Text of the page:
Style of Play
Miami runs a professional-style, pick-and-roll offense with wrinkles that will have White taking shots and making decisions similar to those he would at the next level. Most importantly, Miami runs a physical, man-to-man defense that will allow scouts to see what White is capable of on both ends of the court. When one thinks of Syracuse, the patented 2-3 zone is mentioned most often, which can be a handicap (either real or perceived) to those with NBA aspirations.
This off-the-court factor might be the deciding one, and is another no-brainer in Miami’s favor. Miami assistant Jamal Brunt, who was formerly the associate head coach at Richmond, has known the Richmond native since his junior year of high school. This is actually his third recruitment of White, as Richmond tried to keep him home out of high school, and to bring him back when transferring from Kansas. Coach L and assistant coach Chris Caputo are both familiar with White, a Class of 2012 recruit who they first tried to recruit to George Mason, and later to Miami. Even the Director of Basketball Operations, James Johnson, is familiar – he recruited White while serving as the head coach at Virginia Tech. No other coaching staff has the same sort of relationships and trust, and that may make all of the difference in the world after his departure from Nebraska.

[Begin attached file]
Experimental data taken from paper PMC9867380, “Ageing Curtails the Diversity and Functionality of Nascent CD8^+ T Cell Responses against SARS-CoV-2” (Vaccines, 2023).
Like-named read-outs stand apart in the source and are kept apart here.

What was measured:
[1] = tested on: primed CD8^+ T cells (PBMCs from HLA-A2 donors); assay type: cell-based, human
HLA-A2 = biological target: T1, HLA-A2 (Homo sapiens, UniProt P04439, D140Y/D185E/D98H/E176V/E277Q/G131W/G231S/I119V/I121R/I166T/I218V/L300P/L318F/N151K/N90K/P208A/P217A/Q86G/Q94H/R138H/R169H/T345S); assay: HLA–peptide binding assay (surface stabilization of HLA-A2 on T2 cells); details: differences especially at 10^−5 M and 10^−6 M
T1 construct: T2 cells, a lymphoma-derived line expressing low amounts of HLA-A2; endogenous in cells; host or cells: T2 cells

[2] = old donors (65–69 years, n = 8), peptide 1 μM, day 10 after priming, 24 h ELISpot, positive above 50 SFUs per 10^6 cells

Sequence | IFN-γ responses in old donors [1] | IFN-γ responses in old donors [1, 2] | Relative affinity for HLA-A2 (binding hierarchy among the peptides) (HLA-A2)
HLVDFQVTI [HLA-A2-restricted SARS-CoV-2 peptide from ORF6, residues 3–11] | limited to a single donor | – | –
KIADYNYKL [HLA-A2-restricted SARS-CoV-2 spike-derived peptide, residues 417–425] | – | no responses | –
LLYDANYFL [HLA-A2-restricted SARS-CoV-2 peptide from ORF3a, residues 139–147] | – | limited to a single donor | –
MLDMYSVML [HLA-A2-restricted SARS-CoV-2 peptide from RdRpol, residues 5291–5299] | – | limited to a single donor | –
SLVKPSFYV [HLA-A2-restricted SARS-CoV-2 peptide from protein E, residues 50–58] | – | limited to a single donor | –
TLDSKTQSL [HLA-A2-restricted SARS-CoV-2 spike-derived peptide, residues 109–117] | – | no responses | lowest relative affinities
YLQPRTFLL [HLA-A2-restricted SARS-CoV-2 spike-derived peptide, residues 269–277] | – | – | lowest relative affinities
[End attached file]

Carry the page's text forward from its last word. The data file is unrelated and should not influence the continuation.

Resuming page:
Miami appears to be a low-risk, high-comfort choice for Andrew White. The location, exposure, opportunity and relationship with the staff seemingly check all of the boxes on White’s wish list, or that of any transfer, in fact. Reports are that White’s visit went well and that he integrated well with the team, but the family is playing its cards close – there is no indication of when he might decide. Miami’s fall semester begins on August 22, and White would likely have to decide a few days before to enroll and get to campus on time. The Hurricanes program may be hanging on for a little while longer, but the hope is that good news is coming soon enough.
Editor’s Note: Thanks again to SOTU’s Hoops Consigliere, Josh Frank (@joshdacane) for his input and editing skills.